A visualiser is a powerful, but often overlooked, teaching tool. Dust yours off and use it for these six topics

An graphic image showing two small figures, one holding a large magnifying glass over a large test tube, with the second figure pointing at it

Source: © Mark Airs/Ikon Images

Engage students’ imaginations with your visualiser

How many of you go whole days without turning on the visualiser lurking on the front bench? It’s easy to fall into habits and routines when we teach, and you may think, ‘I have a PowerPoint I use for this topic,’ or ‘I always do this demo for that concept’. But if you dust off your visualiser, you can use it throughout your lessons to spark students’ interest, enhance their memories and deepen their understanding.

In the starter

Zooming in on a phenomenon and displaying it on the big screen is a great way to get students’ chemical imaginations firing from the first moment of the lesson. You can start in a calm and organised way, with students in their seats looking to the front and quickly coming up with, and evaluating, possible explanations. Here are three topics and approaches to try:

Particle theory – Place the visualiser above petri dishes, one containing hot water, one cold, and add a drop of food colouring to one side of each. Ask the students to offer explanations for why the colour spreads out at different rates.

Ionic bonding – Put NaCl crystals on a sheet of black paper and hold them close to the visualiser, in focus as much as possible. Ask students to comment on their shape and come up with explanations in terms of the arrangement of ions. This can be extended in the main section of the lesson by drawing the crystal structure alongside to show the relationship.

Equilibrium – Place a yellow/green solution of copper chloride into a beaker of ice and observe the colour change. Students can see that no reagent is being added, but that a chemical reaction is occurring and can hypothesise about how this might work.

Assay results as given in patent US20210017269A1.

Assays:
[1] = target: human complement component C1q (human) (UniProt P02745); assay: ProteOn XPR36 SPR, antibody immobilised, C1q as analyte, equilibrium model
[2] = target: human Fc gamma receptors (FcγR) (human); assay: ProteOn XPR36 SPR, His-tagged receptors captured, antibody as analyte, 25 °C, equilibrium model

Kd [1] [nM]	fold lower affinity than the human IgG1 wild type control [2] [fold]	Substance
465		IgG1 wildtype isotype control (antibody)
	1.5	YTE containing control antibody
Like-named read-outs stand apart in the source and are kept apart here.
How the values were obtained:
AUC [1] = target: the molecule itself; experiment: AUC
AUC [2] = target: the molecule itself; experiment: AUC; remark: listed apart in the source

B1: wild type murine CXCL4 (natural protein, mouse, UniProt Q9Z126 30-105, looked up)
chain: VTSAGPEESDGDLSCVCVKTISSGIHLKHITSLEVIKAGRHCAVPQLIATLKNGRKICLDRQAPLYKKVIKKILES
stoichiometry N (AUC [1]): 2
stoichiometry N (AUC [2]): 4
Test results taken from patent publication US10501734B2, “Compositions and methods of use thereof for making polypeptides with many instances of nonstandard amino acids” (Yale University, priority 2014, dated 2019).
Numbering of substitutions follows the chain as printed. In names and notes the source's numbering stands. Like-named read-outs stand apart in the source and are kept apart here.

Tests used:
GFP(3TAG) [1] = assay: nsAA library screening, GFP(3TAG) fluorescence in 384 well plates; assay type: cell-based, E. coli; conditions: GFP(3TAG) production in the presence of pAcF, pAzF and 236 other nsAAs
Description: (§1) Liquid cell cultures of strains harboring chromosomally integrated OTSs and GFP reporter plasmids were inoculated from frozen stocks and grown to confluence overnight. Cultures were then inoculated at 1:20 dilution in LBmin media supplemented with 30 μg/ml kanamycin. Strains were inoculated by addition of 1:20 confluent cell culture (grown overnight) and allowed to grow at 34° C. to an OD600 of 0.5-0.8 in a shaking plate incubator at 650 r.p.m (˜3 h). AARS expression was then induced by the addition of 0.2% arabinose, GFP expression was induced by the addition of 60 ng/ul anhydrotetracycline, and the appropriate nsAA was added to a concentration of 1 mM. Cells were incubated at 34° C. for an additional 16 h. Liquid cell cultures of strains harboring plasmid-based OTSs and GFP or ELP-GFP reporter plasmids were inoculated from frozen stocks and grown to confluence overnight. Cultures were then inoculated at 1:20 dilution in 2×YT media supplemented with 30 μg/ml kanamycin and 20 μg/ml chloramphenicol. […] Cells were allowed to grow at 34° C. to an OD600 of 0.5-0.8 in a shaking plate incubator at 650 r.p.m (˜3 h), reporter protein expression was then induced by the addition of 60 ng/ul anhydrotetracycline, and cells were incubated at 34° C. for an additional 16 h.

In the main

Visualisers can also enhance students’ experience of microscale chemistry. This doesn’t mean that they watch the reactions on the visualiser instead of doing it themselves, but that you can model how to make good observations, drawing on students’ own observations during their practical. Projecting the experiment onto the whiteboard also means the reaction can be labelled directly using dual coding to improve students’ capacity to grasp and recall the underlying chemistry. Ben Rogers’ article on using images in lessons might also be useful for this.

Displacement reactions of group 7 – Each dimple on the dropping tile can be labelled with the colour change and chemical reaction taking place.

Making salts – Precipitation of lead iodide in a petri dish. Add a crystal of KI (aq) on one side and a crystal of Pb(NO3)2 on the other. Students can observe the formation of the yellow PbI2 precipitate, and label the physical (dissolving and diffusion) and chemical (precipitation) changes occurring.

Electrolysis – Angle the visualiser side-on to the electrolysis of copper chloride solution. Show the formation of copper on the cathode and bubbles at the anode, and test with damp red litmus. Model how to draw the electrolysis set-up scientifically next to the live experiment, annotating the changes occurring at the anode, cathode and in the solution.

Repeat with a different example, and ask students to help with scientific drawing and labelling on the board.

In the plenary

At the end of the lesson, visualisers can also open the door to new ways of reviewing students’ work. For example, after completing an exam question, the visualiser allows you to model exam marking. By choosing an example (or making one up), you can show students how to identify the key phrases in the answer, underline or highlight marking criteria, and annotate the answer with missing information. These skills come naturally to teachers, but students need to see marking-up in action to learn how to do it effectively themselves. This boosts their ability to target marking criteria in their next exam practice.

Alternatively, at the end of a task individuals or small groups can place their work underneath the visualiser, and talk through how they did it. This might be explaining how they balanced a tricky equation, demonstrating their drawing and labelling of the experiment, or breaking down the parts of a multistep problem, such as a mole calculation or an organic synthesis. This kind of metacognitive thinking is critical for deep learning. It also allows other students to hear an alternative explanation from a peer, which helps if they did not fully understand the first time.